CANADA STOCKS-TSX posts first monthly loss since Feb
* TSX falls 1.5 pct to 10,910.75, ends Oct. down 4.25 pct
* Resources key decliners, telecoms lone group to shine
* August GDP down, doubts rise about growth forecasts (Adds details, updates prices)
By Ka Yan Ng
TORONTO, Oct 30 (Reuters) - Toronto's main stock index broke its seven-month rally with a big drop on Friday, as its two big resource sectors bore the brunt of the sharp decline.
Losses were heavy in Suncor Energy (SU.TO: Quote), Barrick Gold (ABX.TO: Quote) and other commodity-based issues, which account for more than 40 percent of the index's weighting. The fall was induced by softening prices for oil and gold, while the U.S. dollar recovered from steep losses. [GOL/] [O/R] [FRX/]
Suncor dropped 2.84 percent to C$35.92, while Encana Corp (ECA.TO: Quote) shed 2.96 percent to C$60. Barrick tumbled 1.8 percent to C$38.96.
The S&P/TSX composite index .GSPTSE closed 164.47 points lower, or 1.49 percent, at 10,910.75, paring a decline that saw it skid as low as 10,767.58, unwinding all of the previous session's 269-point surge.
The main stock index finished the month lower for the first time since February. In its seven-month rally, the TSX rose more than 35 percent and almost without much give-back all the way up. It finished down 4.25 percent in October.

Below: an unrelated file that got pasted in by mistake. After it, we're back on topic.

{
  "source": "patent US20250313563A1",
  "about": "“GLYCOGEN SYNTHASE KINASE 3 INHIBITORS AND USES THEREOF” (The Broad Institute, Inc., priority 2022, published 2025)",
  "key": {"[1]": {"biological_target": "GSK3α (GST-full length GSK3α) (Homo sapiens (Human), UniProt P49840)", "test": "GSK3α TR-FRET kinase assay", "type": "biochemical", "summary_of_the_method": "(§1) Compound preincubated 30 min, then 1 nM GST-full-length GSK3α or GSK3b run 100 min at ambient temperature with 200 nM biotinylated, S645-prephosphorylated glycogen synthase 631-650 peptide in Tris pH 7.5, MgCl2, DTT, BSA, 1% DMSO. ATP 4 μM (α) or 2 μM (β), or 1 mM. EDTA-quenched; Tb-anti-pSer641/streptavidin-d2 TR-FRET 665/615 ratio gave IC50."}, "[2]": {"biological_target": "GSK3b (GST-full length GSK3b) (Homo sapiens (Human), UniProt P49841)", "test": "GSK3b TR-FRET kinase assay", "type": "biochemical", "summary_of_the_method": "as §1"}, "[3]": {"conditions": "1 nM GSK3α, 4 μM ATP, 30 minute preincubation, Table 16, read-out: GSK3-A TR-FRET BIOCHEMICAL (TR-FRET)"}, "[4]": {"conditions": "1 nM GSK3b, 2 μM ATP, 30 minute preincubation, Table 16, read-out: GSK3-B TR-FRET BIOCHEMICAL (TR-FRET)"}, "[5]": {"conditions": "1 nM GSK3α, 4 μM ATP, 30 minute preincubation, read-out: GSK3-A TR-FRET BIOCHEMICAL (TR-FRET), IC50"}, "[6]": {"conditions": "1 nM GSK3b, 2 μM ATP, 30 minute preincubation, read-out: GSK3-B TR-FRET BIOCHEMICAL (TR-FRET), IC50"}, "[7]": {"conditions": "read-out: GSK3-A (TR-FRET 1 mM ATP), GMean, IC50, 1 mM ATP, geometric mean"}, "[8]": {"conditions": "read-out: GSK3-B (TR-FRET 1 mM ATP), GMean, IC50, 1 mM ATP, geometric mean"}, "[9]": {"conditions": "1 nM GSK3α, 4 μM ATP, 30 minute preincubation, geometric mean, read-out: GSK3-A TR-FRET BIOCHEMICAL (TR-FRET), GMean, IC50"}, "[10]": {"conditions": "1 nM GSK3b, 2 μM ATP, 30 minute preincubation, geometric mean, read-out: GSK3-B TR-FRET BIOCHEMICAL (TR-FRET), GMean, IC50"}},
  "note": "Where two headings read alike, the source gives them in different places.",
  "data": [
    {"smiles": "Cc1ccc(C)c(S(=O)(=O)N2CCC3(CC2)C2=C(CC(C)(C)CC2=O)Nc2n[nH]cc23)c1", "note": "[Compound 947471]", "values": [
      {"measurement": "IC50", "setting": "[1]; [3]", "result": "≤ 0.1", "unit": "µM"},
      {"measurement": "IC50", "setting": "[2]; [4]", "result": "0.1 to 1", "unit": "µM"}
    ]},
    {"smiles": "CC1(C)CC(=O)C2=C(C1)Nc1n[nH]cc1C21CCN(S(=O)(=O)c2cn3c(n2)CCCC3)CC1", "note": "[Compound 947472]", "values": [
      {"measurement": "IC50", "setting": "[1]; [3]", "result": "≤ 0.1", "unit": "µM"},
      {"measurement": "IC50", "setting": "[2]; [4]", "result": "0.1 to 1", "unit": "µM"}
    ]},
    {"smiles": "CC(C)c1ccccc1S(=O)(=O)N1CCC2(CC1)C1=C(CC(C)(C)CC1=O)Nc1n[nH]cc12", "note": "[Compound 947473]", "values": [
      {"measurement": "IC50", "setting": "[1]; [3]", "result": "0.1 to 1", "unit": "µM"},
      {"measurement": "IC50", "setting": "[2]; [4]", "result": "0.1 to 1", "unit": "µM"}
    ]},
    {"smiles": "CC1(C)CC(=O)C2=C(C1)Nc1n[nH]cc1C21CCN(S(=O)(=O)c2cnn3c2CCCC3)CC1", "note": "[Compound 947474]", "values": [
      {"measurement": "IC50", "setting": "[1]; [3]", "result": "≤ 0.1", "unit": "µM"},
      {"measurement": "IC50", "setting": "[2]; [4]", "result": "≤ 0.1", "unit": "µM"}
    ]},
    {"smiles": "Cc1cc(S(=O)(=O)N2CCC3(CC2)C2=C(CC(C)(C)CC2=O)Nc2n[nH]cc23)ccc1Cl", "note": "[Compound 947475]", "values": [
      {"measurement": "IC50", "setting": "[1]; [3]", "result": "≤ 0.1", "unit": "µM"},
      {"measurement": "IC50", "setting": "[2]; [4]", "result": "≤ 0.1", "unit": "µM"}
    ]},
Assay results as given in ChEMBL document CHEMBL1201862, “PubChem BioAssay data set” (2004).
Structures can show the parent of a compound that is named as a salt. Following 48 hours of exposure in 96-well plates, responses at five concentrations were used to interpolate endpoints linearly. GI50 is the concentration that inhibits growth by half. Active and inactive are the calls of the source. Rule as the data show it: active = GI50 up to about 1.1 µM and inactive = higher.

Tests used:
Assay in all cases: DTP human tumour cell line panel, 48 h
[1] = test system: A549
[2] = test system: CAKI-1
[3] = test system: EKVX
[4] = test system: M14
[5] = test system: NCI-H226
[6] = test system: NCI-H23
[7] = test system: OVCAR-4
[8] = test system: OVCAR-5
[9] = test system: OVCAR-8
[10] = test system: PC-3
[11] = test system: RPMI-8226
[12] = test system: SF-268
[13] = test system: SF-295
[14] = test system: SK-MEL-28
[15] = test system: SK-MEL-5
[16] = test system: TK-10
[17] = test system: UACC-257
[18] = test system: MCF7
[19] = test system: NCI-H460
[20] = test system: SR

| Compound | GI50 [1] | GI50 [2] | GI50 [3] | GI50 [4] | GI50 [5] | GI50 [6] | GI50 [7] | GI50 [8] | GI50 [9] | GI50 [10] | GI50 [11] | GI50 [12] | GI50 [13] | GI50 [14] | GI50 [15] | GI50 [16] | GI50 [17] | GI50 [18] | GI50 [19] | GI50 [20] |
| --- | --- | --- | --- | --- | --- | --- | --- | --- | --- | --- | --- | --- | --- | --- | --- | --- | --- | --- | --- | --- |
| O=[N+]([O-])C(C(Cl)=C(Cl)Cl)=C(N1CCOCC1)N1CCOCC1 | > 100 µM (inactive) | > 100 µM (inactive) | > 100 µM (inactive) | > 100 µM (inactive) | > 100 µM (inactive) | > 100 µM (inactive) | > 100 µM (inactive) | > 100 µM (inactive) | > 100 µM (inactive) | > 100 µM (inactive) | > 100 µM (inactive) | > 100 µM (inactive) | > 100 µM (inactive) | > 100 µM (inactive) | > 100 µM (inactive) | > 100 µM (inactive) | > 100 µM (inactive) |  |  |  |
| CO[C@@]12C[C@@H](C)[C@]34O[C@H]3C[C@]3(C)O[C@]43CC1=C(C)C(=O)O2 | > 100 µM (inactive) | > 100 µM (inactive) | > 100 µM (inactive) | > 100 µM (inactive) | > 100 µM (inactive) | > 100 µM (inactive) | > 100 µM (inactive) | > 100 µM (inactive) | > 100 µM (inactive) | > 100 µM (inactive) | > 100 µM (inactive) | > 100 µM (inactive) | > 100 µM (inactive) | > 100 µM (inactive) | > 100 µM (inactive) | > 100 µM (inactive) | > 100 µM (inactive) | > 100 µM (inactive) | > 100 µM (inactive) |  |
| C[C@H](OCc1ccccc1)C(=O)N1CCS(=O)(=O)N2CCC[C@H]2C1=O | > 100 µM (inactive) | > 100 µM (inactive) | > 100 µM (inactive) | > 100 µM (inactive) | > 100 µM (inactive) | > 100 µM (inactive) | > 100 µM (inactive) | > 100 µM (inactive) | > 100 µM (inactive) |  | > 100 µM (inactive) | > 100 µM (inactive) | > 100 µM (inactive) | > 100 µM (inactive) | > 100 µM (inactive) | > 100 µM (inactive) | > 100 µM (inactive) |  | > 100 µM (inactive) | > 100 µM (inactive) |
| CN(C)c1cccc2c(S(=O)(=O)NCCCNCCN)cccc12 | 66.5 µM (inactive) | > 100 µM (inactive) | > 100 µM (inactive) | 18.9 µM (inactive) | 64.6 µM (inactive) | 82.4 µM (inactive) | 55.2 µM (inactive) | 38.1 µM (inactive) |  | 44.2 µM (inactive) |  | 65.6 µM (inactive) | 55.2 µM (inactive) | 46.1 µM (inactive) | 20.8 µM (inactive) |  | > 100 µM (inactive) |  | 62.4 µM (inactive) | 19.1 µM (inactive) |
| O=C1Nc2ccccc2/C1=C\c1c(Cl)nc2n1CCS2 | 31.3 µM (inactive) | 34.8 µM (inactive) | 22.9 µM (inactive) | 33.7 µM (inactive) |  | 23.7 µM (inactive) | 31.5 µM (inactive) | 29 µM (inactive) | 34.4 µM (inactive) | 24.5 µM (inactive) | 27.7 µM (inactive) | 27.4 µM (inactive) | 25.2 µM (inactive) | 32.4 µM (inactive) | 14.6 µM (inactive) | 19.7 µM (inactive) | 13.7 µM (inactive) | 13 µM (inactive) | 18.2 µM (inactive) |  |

"I still think we're in for a correction. I think the debate most people have is whether it's going to be between now and the end of the year, or is it going to be end of the year, January or February. It's hard to say," said Steve Ibel, institutional equities trader at Beacon Securities in Halifax, Nova Scotia.
Also dampening the market's mood, a report on Friday showed Canadian gross domestic product unexpectedly shrank by 0.1 percent in August from July, casting serious doubt on the Bank of Canada's forecast for economic growth in the third quarter. [ID:nN30410008]
The telecoms group was the sole bright spot among the TSX's 10 main groups on Friday, rising 1.36 percent. Rogers Communications RCIb.TO led the charge, jumping 2.5 percent to C$31.75. (Editing by Rob Wilson)
© Thomson Reuters 2017 All rights reserved.